Olga Dawidowicz-Chymkowska Stability and Volatility of the Textual World - Choices Made by Book Readers and Buyers

Quantitative data: reference points for the popularity rates of particular literary categories

There are two methods of presenting data on the popularity of the different literary categories. The first one shows the share of the respective categories in the areas of interest of the entire society (i.e., what share of all respondents read or buy books in a given category). The second method presents the same data, but with reference to the areas of interest for book readers or buyers only (i.e., what share of all book readers read books in a given category, what share of all book buyers are the respondents who listed books from a given category). In the first perspective, the changes that could be observed result from two mutually overlapping factors, the shifts in the overall level of declared book readership and purchasing, and the periodical shift of interest of both book readers and buyers towards various types of literature. In the second perspective, only the second factor, periodical shift in interest, has an impact.

The first method is preferable for presenting the level of interest in literature in the entire population (how many people were interested in a given category at a given time). Certainly, this is a worthwhile objective, but, as was said above, the collected data would hinder such estimates because of the open-ended questions about book reading and buying, which then leads to incomplete responses. What can be determined with certainty on the basis of the collected declarations is the ranking of the different types of texts by Polish readers and buyers of books in 2010 and earlier. Furthermore, certain trends can be discerned in the areas of interest for readers and buyers alike (which texts were prevailing over others and which areas of interest were gaining readers’ attention in a given period).

With these objectives set, it is less useful to gauge the popularity of book categories by estimating the percentages of the population who read them because it blurs the actual trends that interest us, making them less clear and more difficult to distinguish from the other factors. Therefore, we decided that the whole population of book readers and buyers will serve as the main reference point in this part of the study.

We must point out that this choice entails a different reference point from the one used in Part I of this report, whose main area of interest was the distribution of readers of the different types of texts in the entire population. Our choice of the new reference point in this part of the study will cause the growth and decline curves representing interest in the different types of literature not to follow the previously described (Part I) growth/decline outcomes in the overall book readership and buying. Instead, they will show changes occurring in the reader and buyer groups regardless of these groups’ actual size.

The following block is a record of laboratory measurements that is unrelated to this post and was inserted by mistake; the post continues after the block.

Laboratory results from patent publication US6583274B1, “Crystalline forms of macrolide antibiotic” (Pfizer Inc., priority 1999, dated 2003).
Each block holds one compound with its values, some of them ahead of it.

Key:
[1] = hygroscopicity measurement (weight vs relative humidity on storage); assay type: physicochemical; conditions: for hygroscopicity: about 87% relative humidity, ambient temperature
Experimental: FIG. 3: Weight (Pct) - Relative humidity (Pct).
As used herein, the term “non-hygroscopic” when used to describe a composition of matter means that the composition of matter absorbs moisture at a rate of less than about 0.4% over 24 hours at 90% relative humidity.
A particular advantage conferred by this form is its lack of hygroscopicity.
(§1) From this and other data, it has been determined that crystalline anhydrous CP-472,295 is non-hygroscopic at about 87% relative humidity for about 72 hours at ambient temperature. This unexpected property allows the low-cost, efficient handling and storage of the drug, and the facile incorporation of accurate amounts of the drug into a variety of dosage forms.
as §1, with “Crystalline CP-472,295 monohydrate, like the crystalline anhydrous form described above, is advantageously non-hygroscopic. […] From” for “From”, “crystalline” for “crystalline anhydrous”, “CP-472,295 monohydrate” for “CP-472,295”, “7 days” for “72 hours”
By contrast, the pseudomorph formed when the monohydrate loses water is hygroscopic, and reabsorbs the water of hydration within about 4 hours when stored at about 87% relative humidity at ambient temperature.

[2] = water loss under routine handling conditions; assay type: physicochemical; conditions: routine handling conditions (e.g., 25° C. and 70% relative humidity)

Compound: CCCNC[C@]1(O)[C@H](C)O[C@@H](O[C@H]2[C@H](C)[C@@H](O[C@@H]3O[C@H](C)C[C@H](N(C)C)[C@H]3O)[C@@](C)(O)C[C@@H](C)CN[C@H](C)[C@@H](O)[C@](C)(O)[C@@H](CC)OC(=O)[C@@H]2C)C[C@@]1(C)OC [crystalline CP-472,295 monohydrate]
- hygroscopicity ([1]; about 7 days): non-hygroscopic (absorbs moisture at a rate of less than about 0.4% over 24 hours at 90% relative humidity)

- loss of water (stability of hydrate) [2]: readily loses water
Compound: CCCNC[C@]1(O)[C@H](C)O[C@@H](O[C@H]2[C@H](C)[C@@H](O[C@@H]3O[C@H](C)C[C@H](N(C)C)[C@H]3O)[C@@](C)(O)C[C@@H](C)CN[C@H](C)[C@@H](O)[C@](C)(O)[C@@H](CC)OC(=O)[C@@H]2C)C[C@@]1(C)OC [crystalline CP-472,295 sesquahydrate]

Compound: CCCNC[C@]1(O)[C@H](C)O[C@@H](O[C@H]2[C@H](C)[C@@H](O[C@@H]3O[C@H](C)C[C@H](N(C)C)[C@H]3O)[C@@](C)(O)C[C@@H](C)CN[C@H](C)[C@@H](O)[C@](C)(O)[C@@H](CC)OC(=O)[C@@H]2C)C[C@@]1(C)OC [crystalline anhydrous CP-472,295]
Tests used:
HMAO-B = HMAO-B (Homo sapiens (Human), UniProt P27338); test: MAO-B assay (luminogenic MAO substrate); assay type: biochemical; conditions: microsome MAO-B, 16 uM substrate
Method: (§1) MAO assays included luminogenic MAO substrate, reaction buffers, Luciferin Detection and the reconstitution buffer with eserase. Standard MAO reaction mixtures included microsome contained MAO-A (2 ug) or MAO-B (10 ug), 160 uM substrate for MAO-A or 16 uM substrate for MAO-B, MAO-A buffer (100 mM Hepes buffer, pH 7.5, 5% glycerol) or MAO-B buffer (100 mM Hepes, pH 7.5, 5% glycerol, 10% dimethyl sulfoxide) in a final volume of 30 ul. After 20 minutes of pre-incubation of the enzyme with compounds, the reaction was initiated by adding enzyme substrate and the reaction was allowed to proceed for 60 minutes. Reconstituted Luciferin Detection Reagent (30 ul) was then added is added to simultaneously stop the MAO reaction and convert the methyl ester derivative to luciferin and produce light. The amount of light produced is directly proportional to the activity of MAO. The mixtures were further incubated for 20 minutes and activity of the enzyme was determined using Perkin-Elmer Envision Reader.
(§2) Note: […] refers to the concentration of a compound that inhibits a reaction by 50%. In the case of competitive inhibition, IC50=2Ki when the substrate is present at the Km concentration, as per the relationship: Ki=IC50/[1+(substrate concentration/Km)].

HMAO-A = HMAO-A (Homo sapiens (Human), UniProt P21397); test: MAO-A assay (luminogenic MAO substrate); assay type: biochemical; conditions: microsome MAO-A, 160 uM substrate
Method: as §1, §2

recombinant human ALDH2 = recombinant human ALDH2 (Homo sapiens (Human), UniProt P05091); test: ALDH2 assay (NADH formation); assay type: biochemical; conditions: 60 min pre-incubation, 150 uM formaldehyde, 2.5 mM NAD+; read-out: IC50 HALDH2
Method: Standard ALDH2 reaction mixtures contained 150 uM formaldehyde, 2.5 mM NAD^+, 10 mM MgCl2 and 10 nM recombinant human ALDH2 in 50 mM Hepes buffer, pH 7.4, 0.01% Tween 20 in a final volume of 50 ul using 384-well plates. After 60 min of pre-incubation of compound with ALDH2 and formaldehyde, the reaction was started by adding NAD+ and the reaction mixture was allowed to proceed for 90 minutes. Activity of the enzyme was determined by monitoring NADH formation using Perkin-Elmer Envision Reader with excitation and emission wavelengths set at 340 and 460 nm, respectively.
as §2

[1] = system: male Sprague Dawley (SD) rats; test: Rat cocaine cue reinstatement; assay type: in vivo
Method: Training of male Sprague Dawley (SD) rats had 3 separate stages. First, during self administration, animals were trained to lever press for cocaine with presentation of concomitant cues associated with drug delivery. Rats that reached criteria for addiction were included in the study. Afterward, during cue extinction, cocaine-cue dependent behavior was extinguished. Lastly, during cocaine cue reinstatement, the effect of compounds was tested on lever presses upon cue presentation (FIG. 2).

An overview of book readers’ and buyers’ choices in Poland

To conclude this introduction, let us briefly explain the system of presenting the data in this part of the report. The collected data were organized in several ways in order to develop a multifaceted panorama of the literature that Poles choose.

First, Chapters 2, 3, 4 and 5 describe the roles of the types of books in the reader and buyer declarations on the basis of pre-defined literary types, customary usage and thematic categories. In the case of each category, the entire scope of the information collected in 2010 will be compiled and compared with the previous years (to the extent possible), with due consideration given to such information as the frequency of choices per category, respondents’ social groups, and the characteristics of the specific authors and titles recalled by the respondents. The entire body of knowledge thus obtained will be put to use to discern the literary and social issues, which are crucial for better understanding of the trends occurring in a given area of readership and buying in each category. Combined, this information should create a “landscape” of the book world in which Poles live today.

However, this method of organizing the data does not answer some questions. To that end, we have chosen to deploy an additional structural division of the data on hand with two supplemental analyses.

Chapter 6 investigates correlations between book choices and such demographic variables as the gender, age, education and place of residence of respondents. The social profile of readers and buyers has already been mentioned in the descriptions of the types of  literature, yet such information is worth further analysis that would not look for the type of readers of a type of literature, but rather the choice of literature specific to a given type of reader. This evaluation shows which books are most interesting to different social groups and how the discovered differences in reading behaviours are correlated (as an effect and a cause) with the major differences in society.

Last but not least, Chapter 7 attempts to summarize the entire information about the transformations that have been observed in readership over the past 20 years so as to draw a history of trends in areas of interest to Poles.